LACEY — Long before Donaven Dorsey became a prized basketball talent at Timberline High School, he might have had a bright future in football.
As a quarterback in middle school, he led the Black Hills Junior Football League in passing yards. His top receiver was Brandell Evans, now the Blazers’ starting point guard.
“It was pretty fun,” Dorsey reflected. “Still have some highlight tapes.”
To the disappointment of Blazers football coach Nick Mullen, Dorsey never suited up in high school, and eventually narrowed his focus to basketball, a sport that “came more naturally to me,” he said.
Now, Dorsey will concentrate on his next basketball chapter. After graduating in June, The Olympian’s All-Area boys Player of the Year heads to the University of Washington to begin summer classes in preparation for his freshman season with the Huskies.
Dorsey is projected as a shooting guard, and has a chance to make an immediate impact as a freshman with the departure of senior C.J. Wilcox. Dorsey is one of two signees for the Huskies’ 2014 recruiting class, joining 6-foot-10 forward Tristan Etienne out of British Columbia.
Dorsey was a dominant player for the Blazers; he averaged 20 points and 10 rebounds a game to earn 3A Narrows League MVP honors. He has the school record for points in a game (44), and ranks in the top five in career scoring.
But his impact on a game stretches beyond points. He’s a team-first guy, a factor that drew Huskies coach Lorenzo Romar to the 6-7 guard, Blazers coach Allen Thomas said.
“He can take over a game without scoring,” Thomas said. “He has abilities to make other people better along with his ability to make a spectacular play when needed, but that doesn’t define who he is as a player.”
In his senior year, Dorsey learned how to deal with adversity – he missed five games because of an ankle injury that he called the most severe of his young career. Fearing a broken ankle after a 65-38 loss to Lincoln on Jan. 17, a later diagnosis revealed a high-ankle sprain.
While he was out, Dorsey did what he could to support his teammates by becoming a player-coach on the bench, earning praise from Thomas for his insight. The Blazers also made his nearly three-week recovery easier to endure by winning three of five games.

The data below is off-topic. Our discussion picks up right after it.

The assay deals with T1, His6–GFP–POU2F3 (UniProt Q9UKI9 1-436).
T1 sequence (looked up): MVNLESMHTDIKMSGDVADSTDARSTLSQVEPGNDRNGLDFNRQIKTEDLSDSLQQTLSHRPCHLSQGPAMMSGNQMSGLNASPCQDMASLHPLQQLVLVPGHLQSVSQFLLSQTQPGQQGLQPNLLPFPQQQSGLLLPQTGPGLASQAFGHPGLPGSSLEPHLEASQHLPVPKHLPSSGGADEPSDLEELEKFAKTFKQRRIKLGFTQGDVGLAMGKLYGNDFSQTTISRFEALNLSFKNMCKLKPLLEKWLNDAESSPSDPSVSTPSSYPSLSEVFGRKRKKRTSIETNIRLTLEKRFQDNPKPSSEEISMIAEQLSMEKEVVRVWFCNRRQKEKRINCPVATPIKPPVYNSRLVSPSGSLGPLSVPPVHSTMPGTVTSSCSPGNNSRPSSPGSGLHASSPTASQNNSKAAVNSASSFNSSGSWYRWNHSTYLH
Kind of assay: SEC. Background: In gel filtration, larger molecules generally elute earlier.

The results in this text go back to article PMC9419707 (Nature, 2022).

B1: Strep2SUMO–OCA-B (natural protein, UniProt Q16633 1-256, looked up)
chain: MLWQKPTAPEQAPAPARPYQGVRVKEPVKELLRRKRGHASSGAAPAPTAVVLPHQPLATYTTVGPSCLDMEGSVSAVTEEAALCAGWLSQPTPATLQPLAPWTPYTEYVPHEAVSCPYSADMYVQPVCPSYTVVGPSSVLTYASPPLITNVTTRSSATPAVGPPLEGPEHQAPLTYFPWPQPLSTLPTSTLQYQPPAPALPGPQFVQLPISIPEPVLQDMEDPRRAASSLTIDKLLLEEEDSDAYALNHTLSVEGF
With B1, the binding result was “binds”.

“It was hard,” Dorsey said. “You live and die with your teammates and you go to war with them every game, but you have to have faith.”
Timberline fell one game short of making the Class 3A state tournament for a second straight year, which would have been the first time the program had back-to-back appearances since the 1980-81 teams played for state titles.
Thomas coached Dorsey for four years— starting as a JV player his freshman season and on the varsity squad after Thomas took the head coaching job before the 2012-13 season.
Thomas knows how high Dorsey’s potential can be, calling him “a perfectionist on and off the court.” Dorsey is the first player from Thurston County to sign with a Pac-12 Conference men’s basketball program since Capital’s Michael Fey (2001).
I think we’re starting to see how good this guy can really be,” Thomas said. “He’s one of those guys that the bigger the challenge, he seems to rise to the occasion.”
The Olympian’s all-area BOYS basketball team
POS.NAMEHT. YEARHIGH SCHOOL
G/W Donaven Dorsey6-7sr.Timberline
Once-in-a-generation player becomes Thurston County’s first Pac-12 Conference-bound athlete since Capital’s Michael Fey (UCLA) in 2001. Despite missing five games with an ankle injury, the 3A Narrows League MVP and Olympian All-Area Player of the Year led the Blazers to the 3A regional and leaves the school ranked in the top five in career scoring.
G Elijah Fuller6-1sr.Yelm
Led a fast-paced Tornados offense that put up 67.6 points a game. The 4A Narrows League’s leading scorer at 19.5 points a game helped Yelm reach double-digit victories for the first time in a decade.
The 1A SWW Evergreen MVP did what was asked – and more. His passing, rebounding and scoring propelled the Mountaineers to the district tournament. Averaged 16 points, six rebounds and 3.5 assists a game.
Blazers’ floor general, with averages of 13 points, six assists and two steals a game, was clutch in key situations all year and kept the team in the playoff hunt while Dorsey was out for five games.
The 2A EvCo MVP’s size and athleticism made for a mismatch most nights along the perimeter. Shot 46 percent from the field on his way to averaging 17.5 points and five rebounds a game.
Coach of the year: Jordan Barnes, Yelm
With 11 victories – one game shy of the district playoffs – Barnes guided Yelm to its best season since 2003.
T.J. Mickelson, fr., Black Hills; Mitch Fettig, sr., Olympia; Josiah Warner, sr., Tumwater; Jason Kananin, jr., River Ridge; Tanner Gueller, sr., W.F. WestMeg Wochnick: 360-754-5473 firstname.lastname@example.org @MegWochnick theolympian.com/southsoundsports email@example.com